The opportune arrival on the field of General Winfield Scott Hancock aided greatly in improving morale. Hancock, Meade’s II army Corps commander, had been sent by his chief to the battlefield to ascertain the situation. Hancock reported favorably on the terrain, and Meade ordered the entire army to concentrate at Gettysburg. Throughout the night and early morning of 2 July, Meade’s divisions marched toward the battlefield. By midmorning, all infantry except VI Army Corps (the largest in the army) had reached the field. General John Sedgwick, commanding VI Corps, promised Meade that his corps, more than thirty miles away when ordered to Gettysburg, would arrive by late afternoon.
By midmorning, Meade’s units had formed the now famous fishhook line of battle. Anchored on the right by the rugged terrain of Culp’s Hill, the line extended westward to Cemetery Hill, then south along Cemetery Ridge to the Round Tops. Cavalry screened both flanks; the compact line allowed Meade to place V Army Corps in reserve pending the arrival of VI Corps. Meade contemplated an attack by his right flank, but unfavorable terrain reports aborted such an effort.
Meanwhile, Lee’s divisions had failed to follow up their success of 1 July. That afternoon, as Union survivors assembled on the high ground south of town, Lee advised Ewell that his men should size Cemetery Hill “if practicable.” Ewell and other officers decided that an attack was not possible and thus failed to drive the enemy from Cemetery Hill. Lee, disappointed, nevertheless decided to continue the battle the next day, in spite of protests by General Longstreet, his I Corps commander.
Longstreet, seeing the strength of the Union position, advised a flanking move designed to force the Yankees to retreat, but Lee overruled his chief lieutenant and offered an offensive on 2 July. Longstreet, using his two available divisions (those of Lafayette McLaws and John B. Hood), would attack the Union left flank. A.P. Hill’s troops, occupying the Confederate center, would assist Longstreet as the opportunity availed itself. Ewell’s three divisions, on the left, would attack Meade’s right and pin it in place to prevent reinforcements from helping the Union left flank. If all went well, Meade’s troops would be driven from their positions.
Events on the Confederate side for the rest of the morning and afternoon are controversial to the extreme. Longstreet waited for an Alabama brigade to arrive before beginning his march to the Union left flank. Proponents of Lee argued later that Longstreet’s delay was unnecessary and resulted in a lost opportunity to destroy Meade’s army that morning before it could entirely assemble on the field.
Controversy also erupted on Cemetery Ridge. General Daniel Sickles, the political general in charge of III Army Corps, stationed on the army’s left, was unhappy with the terrain north of Little Round Top and sought permission to change his deployment. Meade ordered his testy subordinate to remain in line and deploy according to general instructions received earlier in the morning. Sickles sent Colonel Hiram Berdan’s sharpshooters out to Seminary Ridge to reconnoiter. The green-clad sharpshooters encountered Richard H. Anderson’s Division of Hill’s III Corps maneuvering into position to await Longstreet’s arrival on its right flank. Sickles, uneasy over learning about the enemy, took it upon himself to advance his two divisions to occupy higher ground to his front along the Emmitsburg Road. The V-shaped salient that Sickles occupied isolated his corps from Hancock’s. Meade did not learn about Sickle’s disobedience of orders until late in the afternoon, when he called his corps commanders together for a conference, just as VI Army Corps was sighted on the Baltimore Pike.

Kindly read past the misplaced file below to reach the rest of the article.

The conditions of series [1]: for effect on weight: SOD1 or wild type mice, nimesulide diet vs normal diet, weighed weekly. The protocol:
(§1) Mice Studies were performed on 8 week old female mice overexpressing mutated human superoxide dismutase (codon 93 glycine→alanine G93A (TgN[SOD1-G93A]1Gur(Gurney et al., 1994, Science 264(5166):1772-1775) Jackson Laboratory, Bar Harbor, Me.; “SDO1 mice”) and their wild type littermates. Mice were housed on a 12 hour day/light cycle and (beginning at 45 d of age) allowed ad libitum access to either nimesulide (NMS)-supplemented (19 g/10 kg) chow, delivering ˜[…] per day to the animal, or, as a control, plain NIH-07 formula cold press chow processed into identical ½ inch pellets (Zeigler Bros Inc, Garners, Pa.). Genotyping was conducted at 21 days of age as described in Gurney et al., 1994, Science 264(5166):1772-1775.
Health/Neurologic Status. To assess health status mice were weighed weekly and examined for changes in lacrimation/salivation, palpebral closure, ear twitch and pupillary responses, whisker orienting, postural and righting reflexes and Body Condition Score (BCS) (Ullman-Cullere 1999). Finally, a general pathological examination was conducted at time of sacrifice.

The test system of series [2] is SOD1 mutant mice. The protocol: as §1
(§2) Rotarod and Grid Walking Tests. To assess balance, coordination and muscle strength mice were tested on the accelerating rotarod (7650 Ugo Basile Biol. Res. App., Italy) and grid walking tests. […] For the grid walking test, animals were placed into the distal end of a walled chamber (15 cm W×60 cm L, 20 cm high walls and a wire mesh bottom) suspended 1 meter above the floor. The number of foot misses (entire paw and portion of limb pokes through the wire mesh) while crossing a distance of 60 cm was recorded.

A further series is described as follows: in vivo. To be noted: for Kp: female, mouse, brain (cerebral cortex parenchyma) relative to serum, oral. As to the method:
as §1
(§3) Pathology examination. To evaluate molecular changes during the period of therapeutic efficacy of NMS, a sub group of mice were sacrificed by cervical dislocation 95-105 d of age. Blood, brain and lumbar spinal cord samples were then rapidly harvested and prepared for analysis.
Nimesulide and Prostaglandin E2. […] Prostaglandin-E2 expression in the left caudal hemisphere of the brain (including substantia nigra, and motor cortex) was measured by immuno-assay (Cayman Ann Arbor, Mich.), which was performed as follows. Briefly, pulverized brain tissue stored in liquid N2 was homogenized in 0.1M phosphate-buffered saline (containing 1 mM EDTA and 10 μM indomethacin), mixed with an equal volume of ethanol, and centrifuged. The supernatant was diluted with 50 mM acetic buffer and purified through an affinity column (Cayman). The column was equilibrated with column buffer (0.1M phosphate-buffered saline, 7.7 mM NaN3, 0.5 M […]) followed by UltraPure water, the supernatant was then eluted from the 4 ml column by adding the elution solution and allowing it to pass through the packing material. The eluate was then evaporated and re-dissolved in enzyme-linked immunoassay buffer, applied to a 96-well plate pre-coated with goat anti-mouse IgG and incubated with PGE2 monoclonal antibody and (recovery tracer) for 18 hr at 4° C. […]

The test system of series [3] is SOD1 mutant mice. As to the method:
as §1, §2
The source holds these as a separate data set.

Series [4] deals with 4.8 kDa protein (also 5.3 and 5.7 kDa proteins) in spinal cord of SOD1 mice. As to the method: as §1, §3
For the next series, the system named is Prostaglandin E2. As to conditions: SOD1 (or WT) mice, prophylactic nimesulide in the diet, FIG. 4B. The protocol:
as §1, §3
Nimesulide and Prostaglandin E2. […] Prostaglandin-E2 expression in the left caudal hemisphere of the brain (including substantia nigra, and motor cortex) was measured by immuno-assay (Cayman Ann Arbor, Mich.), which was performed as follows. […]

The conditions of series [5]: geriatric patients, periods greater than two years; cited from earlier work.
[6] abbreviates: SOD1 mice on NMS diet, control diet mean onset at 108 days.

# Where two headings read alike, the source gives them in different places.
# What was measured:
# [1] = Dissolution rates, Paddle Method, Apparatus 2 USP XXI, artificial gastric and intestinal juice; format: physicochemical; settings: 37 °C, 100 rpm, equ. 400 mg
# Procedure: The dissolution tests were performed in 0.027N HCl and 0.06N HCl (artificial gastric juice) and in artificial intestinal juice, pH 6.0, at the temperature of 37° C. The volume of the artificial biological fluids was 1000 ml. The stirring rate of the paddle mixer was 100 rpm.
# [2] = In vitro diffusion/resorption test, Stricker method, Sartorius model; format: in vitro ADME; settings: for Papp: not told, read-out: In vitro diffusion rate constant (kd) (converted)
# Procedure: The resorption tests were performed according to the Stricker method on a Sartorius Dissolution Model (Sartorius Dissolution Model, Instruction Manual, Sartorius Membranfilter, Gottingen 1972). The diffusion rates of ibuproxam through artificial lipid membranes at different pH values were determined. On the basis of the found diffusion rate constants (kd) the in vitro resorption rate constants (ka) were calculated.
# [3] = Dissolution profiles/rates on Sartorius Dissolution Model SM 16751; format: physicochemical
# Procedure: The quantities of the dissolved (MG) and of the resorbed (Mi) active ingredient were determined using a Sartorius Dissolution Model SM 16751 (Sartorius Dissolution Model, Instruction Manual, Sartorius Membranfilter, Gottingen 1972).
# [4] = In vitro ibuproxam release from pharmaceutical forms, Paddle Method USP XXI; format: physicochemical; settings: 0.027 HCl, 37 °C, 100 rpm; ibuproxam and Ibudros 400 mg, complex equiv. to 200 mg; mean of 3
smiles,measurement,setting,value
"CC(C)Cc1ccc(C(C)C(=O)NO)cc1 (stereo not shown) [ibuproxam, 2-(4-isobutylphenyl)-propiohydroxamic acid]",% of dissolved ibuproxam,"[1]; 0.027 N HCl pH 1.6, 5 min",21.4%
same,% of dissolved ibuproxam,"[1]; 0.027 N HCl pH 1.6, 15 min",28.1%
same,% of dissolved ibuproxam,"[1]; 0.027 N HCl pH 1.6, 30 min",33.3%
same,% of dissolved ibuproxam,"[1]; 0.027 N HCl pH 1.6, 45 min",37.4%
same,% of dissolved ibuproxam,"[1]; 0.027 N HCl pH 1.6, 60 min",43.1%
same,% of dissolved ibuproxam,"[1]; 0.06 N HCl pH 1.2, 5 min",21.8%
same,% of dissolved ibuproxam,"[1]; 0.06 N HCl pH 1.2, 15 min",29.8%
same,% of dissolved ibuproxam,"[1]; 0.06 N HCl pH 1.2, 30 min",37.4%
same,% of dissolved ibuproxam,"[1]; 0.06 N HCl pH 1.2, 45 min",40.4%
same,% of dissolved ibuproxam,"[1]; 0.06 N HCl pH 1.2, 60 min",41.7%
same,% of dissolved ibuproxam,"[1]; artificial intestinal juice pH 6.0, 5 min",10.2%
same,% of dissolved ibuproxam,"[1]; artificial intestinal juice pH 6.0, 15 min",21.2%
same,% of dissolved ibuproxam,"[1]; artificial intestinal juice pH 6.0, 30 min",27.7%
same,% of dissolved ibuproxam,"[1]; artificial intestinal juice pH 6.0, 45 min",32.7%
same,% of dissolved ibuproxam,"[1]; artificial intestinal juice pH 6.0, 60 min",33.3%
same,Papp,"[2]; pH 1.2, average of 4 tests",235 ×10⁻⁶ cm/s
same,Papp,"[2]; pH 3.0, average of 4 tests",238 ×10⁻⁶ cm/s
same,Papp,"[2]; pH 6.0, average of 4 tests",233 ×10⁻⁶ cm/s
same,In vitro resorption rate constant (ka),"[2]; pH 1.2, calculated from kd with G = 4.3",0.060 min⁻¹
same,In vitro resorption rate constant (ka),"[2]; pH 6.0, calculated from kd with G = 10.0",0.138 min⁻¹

Meade inspected Sickles’s faulty position and ordered a withdrawal, but it was too late. Longstreet’s two divisions had finally moved into position on Anderson’s left, and at 4:00 P.M. the Confederate artillery opened fire on Sickles’s line, just as Meade was ordering Sickles to return to Cemetery Ridge. Meade quickly countermanded the retreat order and instead went about finding reinforcements for Sickles.
Longstreet’s attack began on the right, with Hood’s division, which swept forward over rough terrain and almost seized Little Round Top, left unguarded by Sickles’s movement. Luckily, Brigadier General Gouverneur K. Warren, Meade’s chief engineer, had climbed the hill and noticed the beginning of the Southern advance. He called for reinforcements and personally commandeered a brigade from the advancing V Army Corps and ordered it to occupy Little Round Top. Colonel Strong Vincent’s four regiments deployed on the southern end of Little Round Top just in time to meet elements of Hood’s division. After a fierce struggle, climaxed by the epic stand of the 20th Maine, and arrival of further reinforcements, Little Round Top remained firmly in Union hands.
Longstreet’s divisions crashed into Sickles’s men and mad famous a field of wheat (now known as the Wheatfield), an outcrop of granite boulders (Devil’s Den), and a large peach grove (now known as the Peach Orchard). Reinforcements from Hancock’s II Army Corps, Doubleday’s I, Sedgwick’s VI, and even from Slocum’s XII Army Corps, ordered away from their entrenchments on Culp’s Hill, finally stemmed the Confederate assault. By nightfall, Sickles’s corps had been pushed back to Cemetery Ridge, with Sickles himself wounded in a leg, which was amputated that night.